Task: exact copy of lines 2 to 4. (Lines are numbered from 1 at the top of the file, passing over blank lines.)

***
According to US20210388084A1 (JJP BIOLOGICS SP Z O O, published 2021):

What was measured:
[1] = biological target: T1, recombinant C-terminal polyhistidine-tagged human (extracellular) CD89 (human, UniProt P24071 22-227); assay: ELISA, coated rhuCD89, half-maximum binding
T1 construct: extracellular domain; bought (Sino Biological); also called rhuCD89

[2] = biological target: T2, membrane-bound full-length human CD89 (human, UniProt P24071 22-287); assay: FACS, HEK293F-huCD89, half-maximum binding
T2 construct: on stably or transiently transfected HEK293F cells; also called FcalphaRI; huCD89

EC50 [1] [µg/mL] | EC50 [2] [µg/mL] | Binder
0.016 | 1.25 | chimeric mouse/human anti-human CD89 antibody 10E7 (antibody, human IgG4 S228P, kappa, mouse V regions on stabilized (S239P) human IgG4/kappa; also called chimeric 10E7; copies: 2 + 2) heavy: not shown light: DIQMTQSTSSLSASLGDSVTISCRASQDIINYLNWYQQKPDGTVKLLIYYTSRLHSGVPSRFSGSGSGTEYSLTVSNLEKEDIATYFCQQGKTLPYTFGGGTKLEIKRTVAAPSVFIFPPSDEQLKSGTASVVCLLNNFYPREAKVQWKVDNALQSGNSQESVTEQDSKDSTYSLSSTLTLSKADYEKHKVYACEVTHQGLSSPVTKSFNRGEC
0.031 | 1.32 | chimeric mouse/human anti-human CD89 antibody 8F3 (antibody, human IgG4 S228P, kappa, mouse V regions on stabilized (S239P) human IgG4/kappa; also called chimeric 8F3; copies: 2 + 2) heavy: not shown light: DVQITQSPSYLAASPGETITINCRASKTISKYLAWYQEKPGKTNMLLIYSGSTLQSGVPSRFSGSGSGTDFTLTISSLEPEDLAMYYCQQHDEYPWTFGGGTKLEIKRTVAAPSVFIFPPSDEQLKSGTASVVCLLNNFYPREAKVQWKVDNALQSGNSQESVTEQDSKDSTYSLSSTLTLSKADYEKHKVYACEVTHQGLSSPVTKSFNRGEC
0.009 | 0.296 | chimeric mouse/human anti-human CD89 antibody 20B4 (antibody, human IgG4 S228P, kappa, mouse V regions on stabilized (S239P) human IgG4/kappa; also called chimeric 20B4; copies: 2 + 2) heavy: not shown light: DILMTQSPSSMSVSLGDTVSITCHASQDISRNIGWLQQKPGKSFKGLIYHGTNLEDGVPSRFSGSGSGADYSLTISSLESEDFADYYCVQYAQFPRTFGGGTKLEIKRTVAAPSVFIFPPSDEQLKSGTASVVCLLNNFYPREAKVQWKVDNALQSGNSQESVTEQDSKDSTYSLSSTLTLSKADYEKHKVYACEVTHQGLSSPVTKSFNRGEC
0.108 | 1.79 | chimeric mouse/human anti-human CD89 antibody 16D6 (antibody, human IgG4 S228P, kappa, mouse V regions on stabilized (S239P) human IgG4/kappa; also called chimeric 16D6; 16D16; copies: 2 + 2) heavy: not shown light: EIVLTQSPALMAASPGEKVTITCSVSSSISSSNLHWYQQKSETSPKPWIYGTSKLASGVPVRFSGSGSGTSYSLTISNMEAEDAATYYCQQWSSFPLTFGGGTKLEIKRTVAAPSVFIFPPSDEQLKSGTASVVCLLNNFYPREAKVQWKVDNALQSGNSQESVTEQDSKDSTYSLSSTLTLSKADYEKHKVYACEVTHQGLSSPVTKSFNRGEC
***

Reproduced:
What was measured:
[1] = biological target: T1, recombinant C-terminal polyhistidine-tagged human (extracellular) CD89 (human, UniProt P24071 22-227); assay: ELISA, coated rhuCD89, half-maximum binding
T1 construct: extracellular domain; bought (Sino Biological); also called rhuCD89